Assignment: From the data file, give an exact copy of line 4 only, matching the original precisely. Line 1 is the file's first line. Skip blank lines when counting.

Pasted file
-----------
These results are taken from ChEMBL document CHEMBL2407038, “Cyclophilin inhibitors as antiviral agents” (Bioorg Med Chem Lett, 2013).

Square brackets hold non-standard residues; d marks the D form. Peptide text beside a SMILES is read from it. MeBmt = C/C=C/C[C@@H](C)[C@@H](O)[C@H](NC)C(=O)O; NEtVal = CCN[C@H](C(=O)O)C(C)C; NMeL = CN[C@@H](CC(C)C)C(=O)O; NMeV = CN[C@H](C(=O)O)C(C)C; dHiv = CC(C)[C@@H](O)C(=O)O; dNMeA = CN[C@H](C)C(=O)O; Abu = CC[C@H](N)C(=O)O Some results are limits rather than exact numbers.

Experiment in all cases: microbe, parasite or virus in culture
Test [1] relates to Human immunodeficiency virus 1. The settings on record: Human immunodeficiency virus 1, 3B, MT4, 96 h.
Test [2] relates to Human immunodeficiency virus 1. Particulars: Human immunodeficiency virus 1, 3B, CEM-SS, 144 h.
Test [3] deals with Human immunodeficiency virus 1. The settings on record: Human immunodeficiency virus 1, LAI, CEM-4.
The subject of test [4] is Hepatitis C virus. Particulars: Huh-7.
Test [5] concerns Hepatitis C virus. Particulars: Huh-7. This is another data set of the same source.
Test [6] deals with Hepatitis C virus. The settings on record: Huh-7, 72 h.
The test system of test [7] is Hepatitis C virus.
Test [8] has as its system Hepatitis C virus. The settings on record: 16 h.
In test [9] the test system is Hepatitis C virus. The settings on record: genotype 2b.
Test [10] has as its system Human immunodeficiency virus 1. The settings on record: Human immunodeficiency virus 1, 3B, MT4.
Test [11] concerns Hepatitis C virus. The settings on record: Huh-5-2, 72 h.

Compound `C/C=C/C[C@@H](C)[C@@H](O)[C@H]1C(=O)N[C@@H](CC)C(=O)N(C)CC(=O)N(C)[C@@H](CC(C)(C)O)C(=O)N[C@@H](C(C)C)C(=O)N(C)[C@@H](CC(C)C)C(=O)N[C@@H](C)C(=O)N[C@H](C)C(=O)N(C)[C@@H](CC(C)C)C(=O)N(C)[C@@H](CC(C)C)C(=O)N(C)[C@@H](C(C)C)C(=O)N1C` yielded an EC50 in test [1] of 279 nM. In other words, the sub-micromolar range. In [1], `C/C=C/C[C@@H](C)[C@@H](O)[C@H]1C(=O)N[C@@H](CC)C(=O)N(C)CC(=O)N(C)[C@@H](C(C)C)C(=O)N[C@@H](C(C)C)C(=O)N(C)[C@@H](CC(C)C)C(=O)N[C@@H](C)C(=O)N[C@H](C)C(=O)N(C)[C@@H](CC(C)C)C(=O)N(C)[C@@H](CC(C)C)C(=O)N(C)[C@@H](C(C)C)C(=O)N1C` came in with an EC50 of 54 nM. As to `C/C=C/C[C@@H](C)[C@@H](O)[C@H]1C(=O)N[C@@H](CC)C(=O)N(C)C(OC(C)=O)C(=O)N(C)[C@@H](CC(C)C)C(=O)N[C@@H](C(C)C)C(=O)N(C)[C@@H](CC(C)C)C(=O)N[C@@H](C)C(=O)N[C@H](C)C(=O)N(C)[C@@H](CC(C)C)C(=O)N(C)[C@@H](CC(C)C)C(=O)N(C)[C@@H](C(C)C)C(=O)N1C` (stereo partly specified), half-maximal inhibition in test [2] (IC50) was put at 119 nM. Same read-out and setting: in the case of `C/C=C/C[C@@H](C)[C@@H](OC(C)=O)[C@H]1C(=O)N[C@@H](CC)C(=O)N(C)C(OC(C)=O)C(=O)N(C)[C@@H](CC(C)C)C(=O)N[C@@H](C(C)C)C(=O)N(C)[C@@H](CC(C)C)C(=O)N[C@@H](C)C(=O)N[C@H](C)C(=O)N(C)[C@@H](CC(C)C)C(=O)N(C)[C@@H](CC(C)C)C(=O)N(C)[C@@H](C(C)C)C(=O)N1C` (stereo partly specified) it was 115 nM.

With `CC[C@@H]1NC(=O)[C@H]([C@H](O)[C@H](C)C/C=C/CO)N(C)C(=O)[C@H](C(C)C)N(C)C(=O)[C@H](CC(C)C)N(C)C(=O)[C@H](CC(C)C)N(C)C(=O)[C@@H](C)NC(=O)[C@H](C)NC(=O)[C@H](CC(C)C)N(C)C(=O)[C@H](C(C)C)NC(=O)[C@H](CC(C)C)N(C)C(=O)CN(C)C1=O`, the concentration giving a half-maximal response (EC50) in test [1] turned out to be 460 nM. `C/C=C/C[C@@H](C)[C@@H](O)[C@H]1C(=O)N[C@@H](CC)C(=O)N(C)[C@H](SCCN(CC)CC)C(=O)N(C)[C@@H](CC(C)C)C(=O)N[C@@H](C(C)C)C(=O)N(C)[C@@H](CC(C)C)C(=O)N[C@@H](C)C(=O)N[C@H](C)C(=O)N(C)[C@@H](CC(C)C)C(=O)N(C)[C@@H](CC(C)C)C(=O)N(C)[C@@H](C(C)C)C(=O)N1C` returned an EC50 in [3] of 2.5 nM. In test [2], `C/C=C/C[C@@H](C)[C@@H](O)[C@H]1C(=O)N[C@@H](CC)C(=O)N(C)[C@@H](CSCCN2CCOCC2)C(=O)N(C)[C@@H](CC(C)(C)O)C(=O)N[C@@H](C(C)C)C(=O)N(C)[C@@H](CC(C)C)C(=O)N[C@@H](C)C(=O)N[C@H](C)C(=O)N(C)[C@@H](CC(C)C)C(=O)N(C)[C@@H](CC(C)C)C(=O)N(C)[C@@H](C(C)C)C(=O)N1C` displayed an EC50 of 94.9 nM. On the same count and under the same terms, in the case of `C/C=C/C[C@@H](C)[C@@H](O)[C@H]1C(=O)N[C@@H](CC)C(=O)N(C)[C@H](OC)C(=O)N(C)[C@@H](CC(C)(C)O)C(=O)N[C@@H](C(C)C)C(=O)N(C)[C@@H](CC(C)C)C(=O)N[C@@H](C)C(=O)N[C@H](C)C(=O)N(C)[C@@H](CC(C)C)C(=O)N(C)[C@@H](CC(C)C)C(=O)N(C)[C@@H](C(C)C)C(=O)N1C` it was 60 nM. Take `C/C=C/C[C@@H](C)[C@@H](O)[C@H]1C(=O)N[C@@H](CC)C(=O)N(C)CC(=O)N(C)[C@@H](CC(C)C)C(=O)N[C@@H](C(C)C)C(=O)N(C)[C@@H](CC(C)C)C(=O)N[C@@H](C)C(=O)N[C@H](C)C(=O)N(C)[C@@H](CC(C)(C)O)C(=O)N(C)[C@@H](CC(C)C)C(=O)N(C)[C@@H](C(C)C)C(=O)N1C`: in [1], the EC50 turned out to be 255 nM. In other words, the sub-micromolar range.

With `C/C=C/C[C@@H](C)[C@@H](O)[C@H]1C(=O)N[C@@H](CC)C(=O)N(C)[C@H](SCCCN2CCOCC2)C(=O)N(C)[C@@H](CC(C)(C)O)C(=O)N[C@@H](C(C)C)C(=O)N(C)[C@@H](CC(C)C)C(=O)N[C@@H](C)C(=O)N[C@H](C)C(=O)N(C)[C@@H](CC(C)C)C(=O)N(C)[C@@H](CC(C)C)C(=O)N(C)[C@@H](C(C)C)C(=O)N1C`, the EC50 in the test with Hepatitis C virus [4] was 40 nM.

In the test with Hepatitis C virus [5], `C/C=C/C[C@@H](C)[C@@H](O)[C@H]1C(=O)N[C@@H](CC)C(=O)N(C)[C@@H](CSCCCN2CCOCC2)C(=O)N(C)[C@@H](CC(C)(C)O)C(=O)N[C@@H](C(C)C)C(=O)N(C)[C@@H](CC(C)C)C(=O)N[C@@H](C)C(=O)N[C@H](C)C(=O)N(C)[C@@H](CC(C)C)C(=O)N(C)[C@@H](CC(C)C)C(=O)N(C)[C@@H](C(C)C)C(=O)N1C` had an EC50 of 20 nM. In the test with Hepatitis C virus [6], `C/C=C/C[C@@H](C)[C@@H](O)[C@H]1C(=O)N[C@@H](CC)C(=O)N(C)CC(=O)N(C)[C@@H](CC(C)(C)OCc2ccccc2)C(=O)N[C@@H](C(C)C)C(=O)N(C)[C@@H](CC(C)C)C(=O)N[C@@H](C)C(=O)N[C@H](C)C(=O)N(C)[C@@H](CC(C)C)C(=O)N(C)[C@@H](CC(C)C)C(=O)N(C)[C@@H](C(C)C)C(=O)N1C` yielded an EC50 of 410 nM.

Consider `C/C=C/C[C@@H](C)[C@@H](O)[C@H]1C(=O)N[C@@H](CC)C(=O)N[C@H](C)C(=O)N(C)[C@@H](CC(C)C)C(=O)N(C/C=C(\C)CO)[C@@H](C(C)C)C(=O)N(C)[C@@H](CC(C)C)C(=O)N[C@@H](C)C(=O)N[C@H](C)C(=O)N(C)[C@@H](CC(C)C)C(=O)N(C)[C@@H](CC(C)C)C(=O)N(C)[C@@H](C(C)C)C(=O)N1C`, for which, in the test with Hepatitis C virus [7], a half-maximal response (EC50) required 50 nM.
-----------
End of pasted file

Test [1] relates to Human immunodeficiency virus 1. The settings on record: Human immunodeficiency virus 1, 3B, MT4, 96 h.